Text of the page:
Cloud Computing Security

While cloud computing can provide benefits to many organizations, including having 24/7 and remote access to your software and/or data, there are cloud computing security risks to your business, also. If you are aware of cloud computing security risks, though, you can evaluate their impact on your business and, sometimes, take steps to reduce them.

There are obvious risks, like your internet access going down; or hosting problems, where problems at the cloud host’s location prevent you from accessing an important application. But there are less obvious risks, also. Here are

10 Cloud Computing Security Risks that Might Affect Your Business:

1. If you have a conflict with your cloud host (also called cloud service provider), and they are a large company, such as Google or Microsoft, you cannot hope to win. They simply have the legal team, the time, and the money to outlast your budget.

2. If you choose a regional or local host for your cloud computing, you need to make sure the contract specifies both the amount of notice you get if the host company is going out of business, and what happens to your data in the event they close their doors.

3. If you take credit cards in your business, you need to be Payment Card Industry (PCI) compliant. Cloud computing security is specifically required by the PCI Security Standards Council. Here is an Information Supplement that explains the Data Security Standards for cloud computing.

4. If your company has a dispute with a cloud service provider, any legal action will be under the laws of the state where the data is located. Not the state where your company is located, nor the state where the cloud host company is located: it isn’t intuitive, but the data’s storage location determines jurisdiction.

5. If the cloud computing security of your online service provider is compromised, it’s highly unlikely you will get any kind of reimbursement. Cloud computing contracts don’t include provisions for reimbursing you for breached security. Even with Cyber Insurance (which is available and provides some protection), it is very difficult to prove the value of your data, and therefore get any kind of payment.

6. Legal issues about who actually owns data that is stored in the cloud can come up. If a cloud host has your data on their site; uses it for a purpose of their own, such as combing through it for information they can use in their marketing; then they have possession of the data and have used it for their benefit. That’s pretty legally compelling when it comes to defining the ‘owner’ of the data.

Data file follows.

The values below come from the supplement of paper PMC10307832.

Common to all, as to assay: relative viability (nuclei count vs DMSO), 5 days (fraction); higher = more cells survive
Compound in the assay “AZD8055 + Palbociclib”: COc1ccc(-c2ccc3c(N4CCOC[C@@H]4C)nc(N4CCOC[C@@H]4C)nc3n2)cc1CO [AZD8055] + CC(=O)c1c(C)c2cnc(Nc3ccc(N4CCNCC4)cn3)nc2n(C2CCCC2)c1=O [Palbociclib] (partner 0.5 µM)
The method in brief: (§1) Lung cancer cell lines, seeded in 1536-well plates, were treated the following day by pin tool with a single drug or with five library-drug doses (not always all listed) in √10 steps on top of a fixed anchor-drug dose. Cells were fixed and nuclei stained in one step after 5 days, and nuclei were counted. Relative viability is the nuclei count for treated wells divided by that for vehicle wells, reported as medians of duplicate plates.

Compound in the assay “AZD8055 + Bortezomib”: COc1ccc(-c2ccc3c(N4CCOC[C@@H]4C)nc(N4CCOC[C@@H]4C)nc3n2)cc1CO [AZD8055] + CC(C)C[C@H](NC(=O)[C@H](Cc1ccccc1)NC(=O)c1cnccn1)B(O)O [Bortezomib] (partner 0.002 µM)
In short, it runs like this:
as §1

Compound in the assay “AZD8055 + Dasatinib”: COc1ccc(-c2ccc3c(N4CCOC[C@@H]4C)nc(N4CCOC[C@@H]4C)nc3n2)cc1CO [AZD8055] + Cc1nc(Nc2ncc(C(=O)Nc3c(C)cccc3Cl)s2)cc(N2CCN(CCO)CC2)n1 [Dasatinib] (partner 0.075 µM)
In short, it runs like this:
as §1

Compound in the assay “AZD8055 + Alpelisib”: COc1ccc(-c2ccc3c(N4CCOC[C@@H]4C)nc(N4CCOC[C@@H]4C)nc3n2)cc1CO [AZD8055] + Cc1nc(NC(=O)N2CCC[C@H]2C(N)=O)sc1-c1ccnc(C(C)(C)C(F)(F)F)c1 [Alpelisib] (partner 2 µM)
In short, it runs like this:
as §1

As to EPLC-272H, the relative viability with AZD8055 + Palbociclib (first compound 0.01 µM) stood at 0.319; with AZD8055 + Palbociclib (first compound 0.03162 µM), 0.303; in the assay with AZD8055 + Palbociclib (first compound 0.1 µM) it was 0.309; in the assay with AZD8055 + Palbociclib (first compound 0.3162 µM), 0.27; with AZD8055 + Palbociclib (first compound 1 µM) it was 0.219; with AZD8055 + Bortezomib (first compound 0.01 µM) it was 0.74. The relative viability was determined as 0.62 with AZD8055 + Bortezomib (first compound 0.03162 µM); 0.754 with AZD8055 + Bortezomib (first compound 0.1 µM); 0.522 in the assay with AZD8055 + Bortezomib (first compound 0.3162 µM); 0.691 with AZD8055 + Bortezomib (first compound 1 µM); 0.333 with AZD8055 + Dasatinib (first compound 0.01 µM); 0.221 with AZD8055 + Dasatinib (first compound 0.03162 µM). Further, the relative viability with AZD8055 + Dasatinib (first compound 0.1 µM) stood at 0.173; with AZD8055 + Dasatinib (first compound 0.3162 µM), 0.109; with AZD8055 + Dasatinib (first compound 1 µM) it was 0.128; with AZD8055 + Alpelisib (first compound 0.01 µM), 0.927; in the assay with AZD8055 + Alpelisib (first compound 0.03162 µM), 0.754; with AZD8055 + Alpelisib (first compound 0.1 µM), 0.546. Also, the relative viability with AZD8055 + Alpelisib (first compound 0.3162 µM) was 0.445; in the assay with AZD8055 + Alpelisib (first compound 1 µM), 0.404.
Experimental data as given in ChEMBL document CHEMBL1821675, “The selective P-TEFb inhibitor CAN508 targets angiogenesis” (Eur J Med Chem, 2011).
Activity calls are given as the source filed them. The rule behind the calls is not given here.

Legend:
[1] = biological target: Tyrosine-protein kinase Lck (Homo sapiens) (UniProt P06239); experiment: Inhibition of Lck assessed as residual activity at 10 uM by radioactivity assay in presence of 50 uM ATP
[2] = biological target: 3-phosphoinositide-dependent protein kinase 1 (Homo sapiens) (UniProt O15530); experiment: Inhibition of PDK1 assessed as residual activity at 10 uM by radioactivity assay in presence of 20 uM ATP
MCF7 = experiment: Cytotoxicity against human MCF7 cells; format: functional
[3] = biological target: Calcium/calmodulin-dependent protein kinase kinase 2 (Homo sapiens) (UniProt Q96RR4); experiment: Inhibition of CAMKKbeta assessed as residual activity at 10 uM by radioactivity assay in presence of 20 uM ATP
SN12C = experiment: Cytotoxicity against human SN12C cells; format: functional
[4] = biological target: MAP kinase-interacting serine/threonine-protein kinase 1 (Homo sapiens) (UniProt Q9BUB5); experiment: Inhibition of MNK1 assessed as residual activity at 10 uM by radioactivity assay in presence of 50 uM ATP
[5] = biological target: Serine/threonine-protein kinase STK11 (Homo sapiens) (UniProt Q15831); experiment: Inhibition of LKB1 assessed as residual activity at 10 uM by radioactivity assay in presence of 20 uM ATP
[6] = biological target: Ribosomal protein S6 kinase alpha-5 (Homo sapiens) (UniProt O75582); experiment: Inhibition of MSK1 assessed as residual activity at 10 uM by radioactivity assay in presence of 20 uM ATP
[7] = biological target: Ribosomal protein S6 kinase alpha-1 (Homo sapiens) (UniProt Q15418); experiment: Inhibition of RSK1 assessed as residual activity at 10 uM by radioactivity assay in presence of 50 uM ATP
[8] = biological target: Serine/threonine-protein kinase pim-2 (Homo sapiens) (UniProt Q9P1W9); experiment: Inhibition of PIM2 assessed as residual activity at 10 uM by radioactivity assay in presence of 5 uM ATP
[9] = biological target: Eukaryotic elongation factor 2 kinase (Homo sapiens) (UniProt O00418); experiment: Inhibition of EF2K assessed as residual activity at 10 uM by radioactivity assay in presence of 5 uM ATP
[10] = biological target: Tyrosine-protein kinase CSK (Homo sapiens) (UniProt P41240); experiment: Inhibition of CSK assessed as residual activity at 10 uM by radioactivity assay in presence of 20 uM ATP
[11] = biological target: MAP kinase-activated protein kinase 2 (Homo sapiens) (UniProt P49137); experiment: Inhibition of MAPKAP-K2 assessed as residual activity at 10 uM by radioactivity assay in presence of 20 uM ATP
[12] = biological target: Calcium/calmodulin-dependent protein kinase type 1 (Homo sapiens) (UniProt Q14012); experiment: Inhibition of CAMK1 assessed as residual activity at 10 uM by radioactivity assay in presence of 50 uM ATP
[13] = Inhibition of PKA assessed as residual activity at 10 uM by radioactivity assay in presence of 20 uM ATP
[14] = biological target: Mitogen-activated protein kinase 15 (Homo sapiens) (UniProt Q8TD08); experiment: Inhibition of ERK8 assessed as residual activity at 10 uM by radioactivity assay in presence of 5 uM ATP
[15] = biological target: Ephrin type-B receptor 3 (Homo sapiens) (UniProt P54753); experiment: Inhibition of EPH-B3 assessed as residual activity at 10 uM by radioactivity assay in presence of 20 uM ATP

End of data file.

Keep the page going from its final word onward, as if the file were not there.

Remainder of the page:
7. Would you ever know if your cloud host accessed your data? As long as they don’t damage or delete it, probably not. Some influential people in the world of computing feel like cloud computing is a large experiment with small businesses being the guinea pig.

8. Various laws apply to cloud computing; some federal, some state. This patchwork of laws is changing rapidly and creates cloud computing security risk. The changes in these laws are trending toward more judicial access. In other words, governments are allowing law enforcement to require cloud hosting companies to provide access to the information they store, especially email information. Sometimes law enforcement and government agencies don’t even need a warrant to request and get information.

9. If you use software on the cloud, the software company may not want to retain past years’ data as long as you want them to do so (your data is taking up room on their server). Make sure the contract specifies the length of time they’ll retain your data and you are comfortable with that timeframe.

10. If you use an online backup solution, you have more cloud computing security if you encrypt your data at your location; then send it over the internet to your online backup provider. You never want to send un-encrypted data over the web.

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Alesa Locklear provides content marketing, such as blogs and e-newsletters, to companies wanting to stay in touch with prospects and customers. She can be reached at

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